In the Program, participants are coached that the ISQ items are all neutral. The research that underlies the questionnaire design indicates that each and every behavior included in the survey can be—and has been—used in organizations in positive ways (that is, to achieve influence objectives while supporting relationships) and in negative ways (that is, to force objectives at the expense of working relationships, to disempower others, or to avoid objectives entirely). Some organizational cultures may not support seeing all influence behaviors neutrally. We ask participants to make their own decision, based on their understanding of their own environment.

The ISQ itself does not emphasize that the behaviors are theoretically neutral. This point is reserved for discussion in the Program. This lack of emphasis in the questionnaire poses a risk: some people (either participants or their colleagues) might decide that some items are value-laden—especially negatively—and thus these people might skew their scoring accordingly. Or (worse still), the participants' associates might decide not to complete the questionnaire at all, out of fear of damaging the working relationship.

When colleagues have skewed their responses or even not responded because of value conflicts, participants are often able to recognize and interpret such behavior as messages. They can then make informed decisions about how to modify their influence behavior with these colleagues.

Occasionally, some participants or their colleagues misinterpret the frequency task of the ISQ for an evaluation task. The Program handles this risk. Participants learn that the ISQ is simply data. If participants read their colleagues' messages as biased, that may be an important additional message about the nature of the working relationship, the organization, and/or the culture. When instructors encounter this problem, they help clarify it as either true bias or as the participant's attempt to avoid accurate interpretation of the message being sent.

How can the organization help to overcome or minimize these risks in using the ISQ? Organizational support for the training process is the key.

Organizational support for using the ISQ contributes to overcoming risk.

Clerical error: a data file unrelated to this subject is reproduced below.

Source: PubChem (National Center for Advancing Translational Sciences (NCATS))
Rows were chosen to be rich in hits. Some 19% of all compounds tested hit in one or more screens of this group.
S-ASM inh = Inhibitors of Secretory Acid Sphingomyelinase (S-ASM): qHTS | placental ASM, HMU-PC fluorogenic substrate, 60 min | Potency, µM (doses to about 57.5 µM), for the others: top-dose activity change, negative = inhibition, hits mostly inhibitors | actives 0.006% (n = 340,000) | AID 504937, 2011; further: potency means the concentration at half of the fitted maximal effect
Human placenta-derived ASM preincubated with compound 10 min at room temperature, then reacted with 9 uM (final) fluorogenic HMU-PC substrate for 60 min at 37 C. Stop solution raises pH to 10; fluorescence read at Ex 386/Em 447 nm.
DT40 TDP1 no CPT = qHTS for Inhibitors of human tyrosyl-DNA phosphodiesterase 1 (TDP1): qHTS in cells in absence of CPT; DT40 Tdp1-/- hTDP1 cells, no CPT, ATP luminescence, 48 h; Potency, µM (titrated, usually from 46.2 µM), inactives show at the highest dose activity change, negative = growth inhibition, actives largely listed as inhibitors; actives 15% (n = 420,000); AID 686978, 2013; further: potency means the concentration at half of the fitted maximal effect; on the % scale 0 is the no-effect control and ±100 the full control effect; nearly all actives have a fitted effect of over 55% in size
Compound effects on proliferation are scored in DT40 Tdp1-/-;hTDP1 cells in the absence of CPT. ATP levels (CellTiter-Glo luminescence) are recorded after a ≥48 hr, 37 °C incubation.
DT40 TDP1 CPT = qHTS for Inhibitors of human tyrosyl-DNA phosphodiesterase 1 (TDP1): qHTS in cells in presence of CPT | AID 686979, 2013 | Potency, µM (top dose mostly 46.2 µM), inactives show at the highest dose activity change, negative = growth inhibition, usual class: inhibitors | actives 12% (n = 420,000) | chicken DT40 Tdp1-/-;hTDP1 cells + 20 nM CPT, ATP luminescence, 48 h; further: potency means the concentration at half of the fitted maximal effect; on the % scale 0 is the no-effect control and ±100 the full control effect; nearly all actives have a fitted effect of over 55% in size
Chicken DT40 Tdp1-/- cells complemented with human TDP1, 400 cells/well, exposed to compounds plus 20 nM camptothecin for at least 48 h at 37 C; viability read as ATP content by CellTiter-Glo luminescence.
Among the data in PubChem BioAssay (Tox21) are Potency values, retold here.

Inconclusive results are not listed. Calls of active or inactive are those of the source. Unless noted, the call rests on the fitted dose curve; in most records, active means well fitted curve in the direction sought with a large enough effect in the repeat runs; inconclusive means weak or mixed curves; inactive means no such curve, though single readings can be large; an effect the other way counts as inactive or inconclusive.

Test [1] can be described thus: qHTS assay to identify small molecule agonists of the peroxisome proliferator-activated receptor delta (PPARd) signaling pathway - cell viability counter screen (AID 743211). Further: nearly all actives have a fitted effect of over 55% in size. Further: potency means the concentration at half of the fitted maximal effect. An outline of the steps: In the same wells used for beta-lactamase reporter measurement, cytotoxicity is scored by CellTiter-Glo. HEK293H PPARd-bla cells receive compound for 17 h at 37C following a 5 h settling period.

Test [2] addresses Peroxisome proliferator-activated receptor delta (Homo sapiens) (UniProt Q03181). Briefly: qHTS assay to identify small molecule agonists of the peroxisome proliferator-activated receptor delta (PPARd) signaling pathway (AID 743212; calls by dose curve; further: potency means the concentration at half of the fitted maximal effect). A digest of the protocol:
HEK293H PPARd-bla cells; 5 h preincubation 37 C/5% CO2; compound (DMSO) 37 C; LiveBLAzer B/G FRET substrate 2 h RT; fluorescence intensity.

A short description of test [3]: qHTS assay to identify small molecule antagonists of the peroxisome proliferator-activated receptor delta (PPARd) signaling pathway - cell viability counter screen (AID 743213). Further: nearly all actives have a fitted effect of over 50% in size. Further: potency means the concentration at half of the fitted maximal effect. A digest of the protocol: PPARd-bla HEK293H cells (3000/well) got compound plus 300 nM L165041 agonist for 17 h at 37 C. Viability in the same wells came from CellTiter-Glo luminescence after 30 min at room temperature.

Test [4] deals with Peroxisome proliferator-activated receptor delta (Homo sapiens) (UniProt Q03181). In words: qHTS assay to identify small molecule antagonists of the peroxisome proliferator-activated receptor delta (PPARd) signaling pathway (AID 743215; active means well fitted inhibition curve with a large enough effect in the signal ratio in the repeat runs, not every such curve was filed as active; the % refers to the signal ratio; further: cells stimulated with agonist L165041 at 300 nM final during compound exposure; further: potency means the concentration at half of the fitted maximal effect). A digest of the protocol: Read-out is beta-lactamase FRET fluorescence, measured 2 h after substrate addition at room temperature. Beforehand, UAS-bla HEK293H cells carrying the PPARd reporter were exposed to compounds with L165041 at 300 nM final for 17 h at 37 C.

Some organizational cultures work against giving and getting the personal, unbiased, fearless, and objective feedback necessary for effective skill-based training. In such organizations, the ISQ can succeed as a relevant training data-base if the the human resource and training functions know the Positive Power and Influence Program, how the ISQ is used in the Program, and support the participants' preparation for both the ISQ and the Program.

Often a memo to attendees from an internal person close to the Program will handle any misgivings. At other times, more active managerial intervention is required. In organizations undergoing stressful transitions, that rely heavily on positional hierarchy, or where people distrust feedback, support by the attendee's manager may be essential. SMS' "Management Briefing Package" is designed to facilitate this type of intervention.

The Positive Power and Influence Program is designed so that the participant's work in the Program, with the assistance of a highly skilled instructor, will clear up concerns and misunderstandings. Instructor and participants together build a road for interpreting any biased messages.

Use of the ISQ supports the core values of confidentiality, respect for the individual, and personal empowerment. Participants empower themselves by their willingness to test their behavioral intention against the actual impact on others. They build on their strengths by setting their own personal learning goals based on this data. They review these goals frequently and make any midcourse corrections they feel they need. Participants empower their colleagues by giving them an opportunity to provide nonevaluative feedback on critical skills used daily to make a difference in performance.

Mutual empowerment is the essence of the Positive Power and Influence Program. Administration of the ISQ begins this process effectively, immediately, and strongly. The ISQ sets the stage for successfully achieving learning objectives, goals that participants are motivated to apply back in the workplace.

Summary
  • Personal influence skills, used positively, achieve personal objectives while supporting working relationships.